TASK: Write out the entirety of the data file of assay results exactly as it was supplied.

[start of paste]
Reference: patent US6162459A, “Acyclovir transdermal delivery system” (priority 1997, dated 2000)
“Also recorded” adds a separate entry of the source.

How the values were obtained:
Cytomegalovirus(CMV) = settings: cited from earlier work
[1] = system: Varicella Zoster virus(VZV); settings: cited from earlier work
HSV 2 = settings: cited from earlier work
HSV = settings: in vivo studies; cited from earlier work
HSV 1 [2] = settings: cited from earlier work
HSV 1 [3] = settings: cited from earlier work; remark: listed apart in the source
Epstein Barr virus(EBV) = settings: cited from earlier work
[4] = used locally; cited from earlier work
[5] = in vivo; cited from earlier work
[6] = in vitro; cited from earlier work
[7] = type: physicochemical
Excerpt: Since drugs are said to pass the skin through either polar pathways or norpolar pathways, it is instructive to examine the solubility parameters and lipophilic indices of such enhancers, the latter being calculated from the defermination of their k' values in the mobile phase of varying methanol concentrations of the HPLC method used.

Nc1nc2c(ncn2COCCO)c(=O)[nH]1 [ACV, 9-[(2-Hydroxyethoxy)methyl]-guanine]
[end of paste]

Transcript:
Reference: patent US6162459A, “Acyclovir transdermal delivery system” (priority 1997, dated 2000)
“Also recorded” adds a separate entry of the source.

How the values were obtained:
Cytomegalovirus(CMV) = settings: cited from earlier work
[1] = system: Varicella Zoster virus(VZV); settings: cited from earlier work
HSV 2 = settings: cited from earlier work
HSV = settings: in vivo studies; cited from earlier work
HSV 1 [2] = settings: cited from earlier work
HSV 1 [3] = settings: cited from earlier work; remark: listed apart in the source
Epstein Barr virus(EBV) = settings: cited from earlier work
[4] = used locally; cited from earlier work
[5] = in vivo; cited from earlier work
[6] = in vitro; cited from earlier work
[7] = type: physicochemical
Excerpt: Since drugs are said to pass the skin through either polar pathways or norpolar pathways, it is instructive to examine the solubility parameters and lipophilic indices of such enhancers, the latter being calculated from the defermination of their k' values in the mobile phase of varying methanol concentrations of the HPLC method used.

Nc1nc2c(ncn2COCCO)c(=O)[nH]1 [ACV, 9-[(2-Hydroxyethoxy)methyl]-guanine]